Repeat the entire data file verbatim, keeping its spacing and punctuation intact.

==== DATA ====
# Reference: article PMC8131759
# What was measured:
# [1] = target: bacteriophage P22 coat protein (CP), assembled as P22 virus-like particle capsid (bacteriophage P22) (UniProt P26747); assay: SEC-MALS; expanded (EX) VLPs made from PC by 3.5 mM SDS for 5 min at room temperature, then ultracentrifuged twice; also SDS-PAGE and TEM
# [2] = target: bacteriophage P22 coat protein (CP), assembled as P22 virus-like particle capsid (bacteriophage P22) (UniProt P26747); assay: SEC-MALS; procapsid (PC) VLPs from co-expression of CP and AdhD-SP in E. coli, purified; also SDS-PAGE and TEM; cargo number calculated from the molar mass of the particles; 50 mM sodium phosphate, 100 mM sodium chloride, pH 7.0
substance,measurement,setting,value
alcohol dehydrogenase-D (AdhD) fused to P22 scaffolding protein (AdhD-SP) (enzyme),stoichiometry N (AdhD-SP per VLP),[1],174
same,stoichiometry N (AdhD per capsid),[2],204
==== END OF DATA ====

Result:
# Reference: article PMC8131759
# What was measured:
# [1] = target: bacteriophage P22 coat protein (CP), assembled as P22 virus-like particle capsid (bacteriophage P22) (UniProt P26747); assay: SEC-MALS; expanded (EX) VLPs made from PC by 3.5 mM SDS for 5 min at room temperature, then ultracentrifuged twice; also SDS-PAGE and TEM
# [2] = target: bacteriophage P22 coat protein (CP), assembled as P22 virus-like particle capsid (bacteriophage P22) (UniProt P26747); assay: SEC-MALS; procapsid (PC) VLPs from co-expression of CP and AdhD-SP in E. coli, purified; also SDS-PAGE and TEM; cargo number calculated from the molar mass of the particles; 50 mM sodium phosphate, 100 mM sodium chloride, pH 7.0
substance,measurement,setting,value
alcohol dehydrogenase-D (AdhD) fused to P22 scaffolding protein (AdhD-SP) (enzyme),stoichiometry N (AdhD-SP per VLP),[1],174
same,stoichiometry N (AdhD per capsid),[2],204